Friday, June 26, 2015
The Confluence of the Playground Slide, the Oak Tree, and the New Mother
Ron and I had had our children about a month when we packed a picnic lunch to spend Sunday afternoon at the park/playground. The merging of new parents and children tightly bonded to each other wasn't going too badly, but everyone was trying so hard, that a few hours at the park sounded restful.
(If you've been with this blog for a while, you know what happened to me on the slide, so skip over this to the next paragraph.)
I looked up at the long, high slide, then at my not-very-big children and decided I should try it first for safety sake. (Ha!) So I climbed up, sat at the top, surveyed the situation, and whooshed down in my polyester pants, which doubled my speed. (It couldn't have been the weight behind the missile.) Half way down, I noticed a tree at the bottom, slightly to the left of center. It occurred to me that if I put my feet down at the bottom, I'd probably tip headfirst into the trunk. So my split-second decision was to fly off at the bottom, feet up, and sail past the tree. Which would have worked if I hadn't landed on a root of said tree and broken my first and second lumbar vertebrae.
At the hospital, I explained to the doctor that we'd just adopted three children and I had to go home! He explained in no uncertain terms that I could not, but there was a new treatment in place now that put people with such injuries on their feet in record time. It involved a special back brace personally tailored to the patient.
My mother and father took over the household while Ron went to work. (He was editor of a small newspaper in McMinnville.) At 4'10", and after a tough childhood and a lot of her young life spent in a woolen mill, my mother was a cross between Stalin and General Patton when something had to be done. My father looked like Perry Como and was just as sweet.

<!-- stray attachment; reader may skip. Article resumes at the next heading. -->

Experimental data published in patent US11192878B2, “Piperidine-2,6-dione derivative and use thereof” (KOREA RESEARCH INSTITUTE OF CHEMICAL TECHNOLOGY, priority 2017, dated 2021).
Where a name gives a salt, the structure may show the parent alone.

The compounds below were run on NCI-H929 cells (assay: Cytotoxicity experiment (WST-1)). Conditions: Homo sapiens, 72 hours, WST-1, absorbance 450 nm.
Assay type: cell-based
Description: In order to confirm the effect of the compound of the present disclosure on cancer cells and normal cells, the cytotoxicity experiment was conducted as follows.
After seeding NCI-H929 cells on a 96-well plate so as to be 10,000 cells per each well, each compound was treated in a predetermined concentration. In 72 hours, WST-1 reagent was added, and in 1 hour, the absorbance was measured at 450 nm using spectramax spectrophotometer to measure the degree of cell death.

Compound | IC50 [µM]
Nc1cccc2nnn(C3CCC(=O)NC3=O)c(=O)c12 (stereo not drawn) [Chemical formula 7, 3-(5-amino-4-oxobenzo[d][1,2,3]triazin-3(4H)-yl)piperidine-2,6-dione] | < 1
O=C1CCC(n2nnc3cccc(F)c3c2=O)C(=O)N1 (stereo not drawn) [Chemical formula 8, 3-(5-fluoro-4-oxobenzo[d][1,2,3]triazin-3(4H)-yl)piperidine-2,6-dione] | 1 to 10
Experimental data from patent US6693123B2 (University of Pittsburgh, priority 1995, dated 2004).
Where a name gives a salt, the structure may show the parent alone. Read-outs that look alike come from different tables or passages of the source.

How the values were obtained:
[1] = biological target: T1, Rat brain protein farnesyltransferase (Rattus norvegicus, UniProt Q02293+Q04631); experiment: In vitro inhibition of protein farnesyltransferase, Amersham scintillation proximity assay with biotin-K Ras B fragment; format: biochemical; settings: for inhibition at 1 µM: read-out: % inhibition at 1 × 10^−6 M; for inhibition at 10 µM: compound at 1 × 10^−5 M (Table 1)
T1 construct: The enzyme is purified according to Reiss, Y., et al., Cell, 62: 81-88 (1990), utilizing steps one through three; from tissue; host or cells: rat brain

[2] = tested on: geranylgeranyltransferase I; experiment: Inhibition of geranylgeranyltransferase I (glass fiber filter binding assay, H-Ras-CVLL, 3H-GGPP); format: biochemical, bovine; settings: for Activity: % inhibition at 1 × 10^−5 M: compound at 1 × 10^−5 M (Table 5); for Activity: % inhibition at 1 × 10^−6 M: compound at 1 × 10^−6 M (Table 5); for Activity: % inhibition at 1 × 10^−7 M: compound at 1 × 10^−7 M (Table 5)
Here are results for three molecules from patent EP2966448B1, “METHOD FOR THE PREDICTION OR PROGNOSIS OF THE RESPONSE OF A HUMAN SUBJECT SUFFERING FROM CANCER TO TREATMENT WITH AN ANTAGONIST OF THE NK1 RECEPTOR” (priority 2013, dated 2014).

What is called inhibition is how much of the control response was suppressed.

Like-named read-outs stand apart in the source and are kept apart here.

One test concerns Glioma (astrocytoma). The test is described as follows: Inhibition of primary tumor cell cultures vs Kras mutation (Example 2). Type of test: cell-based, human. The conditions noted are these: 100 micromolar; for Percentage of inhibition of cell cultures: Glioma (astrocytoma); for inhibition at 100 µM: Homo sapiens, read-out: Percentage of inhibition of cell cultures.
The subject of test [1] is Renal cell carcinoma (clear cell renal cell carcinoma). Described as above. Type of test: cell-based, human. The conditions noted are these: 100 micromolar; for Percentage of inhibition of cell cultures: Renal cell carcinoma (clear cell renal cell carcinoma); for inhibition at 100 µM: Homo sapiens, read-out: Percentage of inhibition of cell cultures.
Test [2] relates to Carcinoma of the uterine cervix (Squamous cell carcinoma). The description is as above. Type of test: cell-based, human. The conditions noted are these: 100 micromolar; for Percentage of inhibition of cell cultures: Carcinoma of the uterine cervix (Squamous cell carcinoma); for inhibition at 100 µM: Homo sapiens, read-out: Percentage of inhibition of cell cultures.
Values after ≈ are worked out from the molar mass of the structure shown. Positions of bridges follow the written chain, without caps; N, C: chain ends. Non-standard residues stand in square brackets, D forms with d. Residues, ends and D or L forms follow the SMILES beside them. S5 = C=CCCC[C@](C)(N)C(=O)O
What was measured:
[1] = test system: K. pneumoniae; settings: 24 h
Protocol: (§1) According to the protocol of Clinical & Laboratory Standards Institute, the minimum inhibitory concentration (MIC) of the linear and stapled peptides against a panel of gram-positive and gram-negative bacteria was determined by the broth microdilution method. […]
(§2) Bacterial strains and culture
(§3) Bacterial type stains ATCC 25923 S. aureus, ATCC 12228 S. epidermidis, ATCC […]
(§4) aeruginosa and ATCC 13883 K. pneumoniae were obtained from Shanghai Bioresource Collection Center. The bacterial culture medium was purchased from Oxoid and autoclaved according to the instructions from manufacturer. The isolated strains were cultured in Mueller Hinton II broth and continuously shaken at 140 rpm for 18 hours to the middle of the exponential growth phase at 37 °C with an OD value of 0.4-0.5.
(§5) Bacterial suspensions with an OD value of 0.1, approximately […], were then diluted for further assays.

Mom's first heinous sin was to patch the knees of the boys' jeans using the fabric from their pockets, then sewing the pockets closed. Mike and Pat are 52 and 51 today and my mother is long gone, but they have yet to forgive her. I wasn't there, of course, but Ron reported a big scene. My father found Kathy (then four years old) crying in her bedroom. When he asked her what was wrong, she sobbed that she wanted her mother back. Understanding that at that point, the poor child had a natural mother, a foster mother, and an adopted mother, he asked, to clarify, "Which one?" She answered, "The one with the broken bones!" (That's my favorite part of this story.)
Meanwhile, back at the hospital, I'd been there almost a week, and I knew my husband had a call in to the UN to send peacekeepers. I had to get well and return in a hurry.
The doctor told me a specialist would arrive that night with the makings of my brace, which had to be constructed on me. The man was making several other stops along the way, so wouldn't be arriving until late.
I was awakened shortly after midnight. A nurse remained with me while the man took several flat, narrow metal pieces out of a briefcase, along with several strips of leather and a baggie of findings.
He climbed onto the bed and knelt astride my waist (honestly!), fitted the strips in place to form a sort of harness, then with a screwdriver (again, honestly!) secured them in place. I can usually find equanimity in strange situations, but there's something about having a man working over you in a hospital bed with building tools that's very unsettling.
Hoping to relieve the discomfort, I asked if he ever felt like Dr. Frankenstein, creating the monster. His eyes met mine briefly, but he did not respond, simply continued to work. In his defense, it had probably been a very long day for him, it was now after one a.m., and this patient for whom he'd driven all the way from Portland was making jokes about Victorian horror fiction.
Turned out, the brace was perfectly made, I was walked up and down the hospital corridors for the next few days, then went home. My parents and the kids ran out to meet me as Ron helped me up the steps. My mother was crying, and so was my daughter, who had wept for me while I was gone and now held me tightly, conking her head on my brace.
Bonding accomplished! And all it took was a broken back, a UN peacekeeping mission, and Dr. Frankenstein.
Piece o' cake.
Please share anything about your family you think we'd like to know.